In August 1996, the State petitioned for an adjudication of guilt and imposition of sentence based upon evidence that Roland had violated two conditions of probation. Roland admitted the violations, waived a revocation hearing, and was adjudicated guilty of child molestation.[2] He was resentenced to a term of ten yearsfive years to serve in prison, with the remaining five years to be served on probation. The resentencing order specified that Roland be incarcerated for a term of five years "over and above any time served on probation."

Roland sought habeas corpus relief on several grounds, including a claim that the ten-year sentence failed to include credit for the three years he had served on probation. The habeas court ruled that there was no error in the revocation sentencing since the new sentence (ten years), when added to the time served on probation (three years), was within the statutory range for the underlying crime (twenty years).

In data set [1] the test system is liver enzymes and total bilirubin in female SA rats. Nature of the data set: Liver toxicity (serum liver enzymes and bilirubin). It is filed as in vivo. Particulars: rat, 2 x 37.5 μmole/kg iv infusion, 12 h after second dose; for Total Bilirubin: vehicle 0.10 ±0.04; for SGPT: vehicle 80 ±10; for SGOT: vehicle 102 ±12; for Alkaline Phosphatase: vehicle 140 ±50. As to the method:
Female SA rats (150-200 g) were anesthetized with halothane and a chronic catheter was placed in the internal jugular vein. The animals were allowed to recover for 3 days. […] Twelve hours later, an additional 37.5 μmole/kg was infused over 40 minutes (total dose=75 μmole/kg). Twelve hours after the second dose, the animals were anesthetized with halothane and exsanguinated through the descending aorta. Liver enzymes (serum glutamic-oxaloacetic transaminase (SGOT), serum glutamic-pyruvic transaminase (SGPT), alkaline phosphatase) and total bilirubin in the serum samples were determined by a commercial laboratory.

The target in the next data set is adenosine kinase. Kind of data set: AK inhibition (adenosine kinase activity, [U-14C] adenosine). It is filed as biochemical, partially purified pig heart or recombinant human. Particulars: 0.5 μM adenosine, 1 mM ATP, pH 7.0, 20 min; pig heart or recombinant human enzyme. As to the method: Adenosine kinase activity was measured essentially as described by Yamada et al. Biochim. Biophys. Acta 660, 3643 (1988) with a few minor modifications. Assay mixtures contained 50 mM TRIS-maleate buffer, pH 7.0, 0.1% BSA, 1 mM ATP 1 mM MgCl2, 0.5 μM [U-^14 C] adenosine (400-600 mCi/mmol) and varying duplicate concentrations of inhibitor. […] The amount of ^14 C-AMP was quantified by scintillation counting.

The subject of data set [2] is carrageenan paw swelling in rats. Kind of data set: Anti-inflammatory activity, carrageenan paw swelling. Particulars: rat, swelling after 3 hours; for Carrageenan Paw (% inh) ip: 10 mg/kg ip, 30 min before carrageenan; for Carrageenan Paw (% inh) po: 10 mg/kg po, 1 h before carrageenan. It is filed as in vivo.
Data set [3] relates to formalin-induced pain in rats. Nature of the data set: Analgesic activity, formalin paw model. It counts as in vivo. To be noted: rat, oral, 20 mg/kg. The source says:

We inquired:

Whether, when the probation of a first offender is revoked, the sentencing court must give the defendant credit for time served on probation when imposing sentence pursuant to conviction, and under what circumstances may language in the first-offender sentence alter that rule. See OCGA § 42-8-38(c); OCGA § 42-8-60(b); Stephens v. State, 245 Ga. 835, 268 S.E.2d 330 (1980); McKinney v. State, 240 Ga. App. 812(3), 525 S.E.2d 395 (1999).